Patients who are readmitted to the hospital when complications occur after a major surgery are more likely to survive if they return to the facility where that original surgery took place, a new study finds.
University of Utah researchers, who led the study published online in The Lancet, reviewed claims data on more than nine million Medicare patients who underwent 1 of 12 common surgical procedures in U.S. hospitals between 2001 and 2011. They found that up to 22 percent of patients had unexpected complications that required readmission within 30 days.
While the number of patients readmitted or transferred back to the original hospital varied depending on the type of surgery, up to 83 percent of those patients were readmitted to the same hospital where they had the initial surgery. That was more likely the case if the readmission was for a surgical complication. Overall, readmission to the same hospital was associated with a 26 percent lower risk of death within 90 days, researchers found.
The findings could have important implications for cost-effectiveness-driven regional centralization of surgical care, the researchers concluded. If returning to the same hospital is important for recovery, the findings take on new meaning for patients who take part in so-called domestic medical tourism programs, the researchers said in the study announcement.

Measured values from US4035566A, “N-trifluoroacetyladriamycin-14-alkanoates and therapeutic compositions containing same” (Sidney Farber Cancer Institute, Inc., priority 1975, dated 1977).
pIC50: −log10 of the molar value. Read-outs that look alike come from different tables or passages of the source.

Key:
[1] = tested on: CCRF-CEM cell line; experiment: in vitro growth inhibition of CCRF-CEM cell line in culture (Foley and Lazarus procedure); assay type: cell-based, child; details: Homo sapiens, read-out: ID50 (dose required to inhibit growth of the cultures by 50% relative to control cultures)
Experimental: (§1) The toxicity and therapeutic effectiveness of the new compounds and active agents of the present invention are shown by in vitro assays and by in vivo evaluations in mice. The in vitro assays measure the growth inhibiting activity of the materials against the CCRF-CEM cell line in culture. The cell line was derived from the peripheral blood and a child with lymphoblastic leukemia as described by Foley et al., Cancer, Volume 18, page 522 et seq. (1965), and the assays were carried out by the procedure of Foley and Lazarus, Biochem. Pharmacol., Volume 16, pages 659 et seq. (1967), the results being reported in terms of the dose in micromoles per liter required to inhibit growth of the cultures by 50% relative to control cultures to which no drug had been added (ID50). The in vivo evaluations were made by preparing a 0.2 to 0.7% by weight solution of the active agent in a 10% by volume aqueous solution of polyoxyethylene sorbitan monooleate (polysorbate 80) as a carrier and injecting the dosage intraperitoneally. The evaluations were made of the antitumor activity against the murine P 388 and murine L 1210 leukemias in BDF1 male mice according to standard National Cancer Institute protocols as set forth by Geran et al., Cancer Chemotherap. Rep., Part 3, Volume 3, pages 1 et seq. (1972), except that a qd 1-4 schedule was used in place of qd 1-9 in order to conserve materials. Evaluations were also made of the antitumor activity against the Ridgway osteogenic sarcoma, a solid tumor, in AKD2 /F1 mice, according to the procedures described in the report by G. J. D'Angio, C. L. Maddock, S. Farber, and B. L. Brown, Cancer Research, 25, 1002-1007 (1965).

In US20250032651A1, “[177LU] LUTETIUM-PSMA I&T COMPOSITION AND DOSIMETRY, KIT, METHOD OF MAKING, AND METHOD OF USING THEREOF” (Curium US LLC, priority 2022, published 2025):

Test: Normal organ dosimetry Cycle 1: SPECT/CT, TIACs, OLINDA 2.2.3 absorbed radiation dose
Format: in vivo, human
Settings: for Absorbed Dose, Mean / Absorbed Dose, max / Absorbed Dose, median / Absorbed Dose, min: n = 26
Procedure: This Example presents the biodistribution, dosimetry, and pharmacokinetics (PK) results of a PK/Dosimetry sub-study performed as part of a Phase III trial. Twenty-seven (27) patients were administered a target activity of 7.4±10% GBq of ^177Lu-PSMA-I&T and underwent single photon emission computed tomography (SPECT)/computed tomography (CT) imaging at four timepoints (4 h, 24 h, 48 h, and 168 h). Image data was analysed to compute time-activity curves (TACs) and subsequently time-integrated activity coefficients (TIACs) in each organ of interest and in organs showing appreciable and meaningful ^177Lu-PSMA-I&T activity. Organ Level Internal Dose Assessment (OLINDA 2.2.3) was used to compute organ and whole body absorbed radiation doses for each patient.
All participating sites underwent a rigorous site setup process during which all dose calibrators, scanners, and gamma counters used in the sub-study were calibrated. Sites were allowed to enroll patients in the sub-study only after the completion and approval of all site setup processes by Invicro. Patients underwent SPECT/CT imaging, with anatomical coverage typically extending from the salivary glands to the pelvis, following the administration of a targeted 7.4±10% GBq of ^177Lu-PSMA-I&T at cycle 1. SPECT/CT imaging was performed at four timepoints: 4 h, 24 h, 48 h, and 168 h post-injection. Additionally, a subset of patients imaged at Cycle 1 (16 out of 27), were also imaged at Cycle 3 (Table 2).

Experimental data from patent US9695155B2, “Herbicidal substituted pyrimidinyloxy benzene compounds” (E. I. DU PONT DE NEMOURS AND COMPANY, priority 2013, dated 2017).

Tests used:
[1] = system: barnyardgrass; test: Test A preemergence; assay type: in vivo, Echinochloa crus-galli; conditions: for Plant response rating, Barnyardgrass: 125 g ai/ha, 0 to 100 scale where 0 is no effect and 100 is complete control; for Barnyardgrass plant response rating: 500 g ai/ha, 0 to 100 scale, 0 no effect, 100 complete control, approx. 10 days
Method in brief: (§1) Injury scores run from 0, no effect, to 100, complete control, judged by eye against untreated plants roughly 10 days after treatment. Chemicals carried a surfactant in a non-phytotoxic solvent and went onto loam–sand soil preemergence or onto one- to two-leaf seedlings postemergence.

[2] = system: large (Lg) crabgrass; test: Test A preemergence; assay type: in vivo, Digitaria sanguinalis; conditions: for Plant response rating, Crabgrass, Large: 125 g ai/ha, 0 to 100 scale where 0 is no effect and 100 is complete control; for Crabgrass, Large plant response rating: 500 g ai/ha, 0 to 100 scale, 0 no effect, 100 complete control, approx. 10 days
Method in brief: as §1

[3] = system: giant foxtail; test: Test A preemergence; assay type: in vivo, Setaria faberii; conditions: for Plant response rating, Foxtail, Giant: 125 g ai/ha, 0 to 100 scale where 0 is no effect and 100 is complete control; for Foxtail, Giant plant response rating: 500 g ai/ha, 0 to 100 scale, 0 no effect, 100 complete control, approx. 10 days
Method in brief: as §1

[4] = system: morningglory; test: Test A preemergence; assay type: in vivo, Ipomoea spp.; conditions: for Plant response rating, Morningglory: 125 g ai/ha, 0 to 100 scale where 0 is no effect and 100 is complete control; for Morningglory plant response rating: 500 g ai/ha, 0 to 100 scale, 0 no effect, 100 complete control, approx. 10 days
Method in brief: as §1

Some of the country's largest companies encourage employees to travel to large U.S. medical centers for complex elective surgical procedures and are able to negotiate lower prices for patients to receive care there. But many patients travel long distances to these hospitals and may find it difficult to return should complications arise, researchers said.
"This is not a small issue. Between 5 to 22 percent of patients were readmitted in our study, depending on the type of surgery," Benjamin Brooke, M.D., Ph.D., assistant professor of surgery at the University of Utah School of Medicine and the lead author of the study, said in the statement. "Our work suggests that striving to maintain continuity of care in the same hospital, and by the same medical team when possible, is critical to achieve the best outcomes should complications arise after surgery."
Returning to the site where the original operation was done was associated with improved survival regardless of whether it was a large teaching hospital or smaller community hospital, according to the study announcement. Patients also did slightly better if they were treated by the same surgical team, the study found.
The latest study concurs with previous research, including a study that showed 1 in 10 surgical patients are readmitted with post-op complications. Unplanned hospital readmissions for patients following surgery are primarily due to new surgical complications rather than worsening of previous medical issues, FierceHealthcare previously reported.
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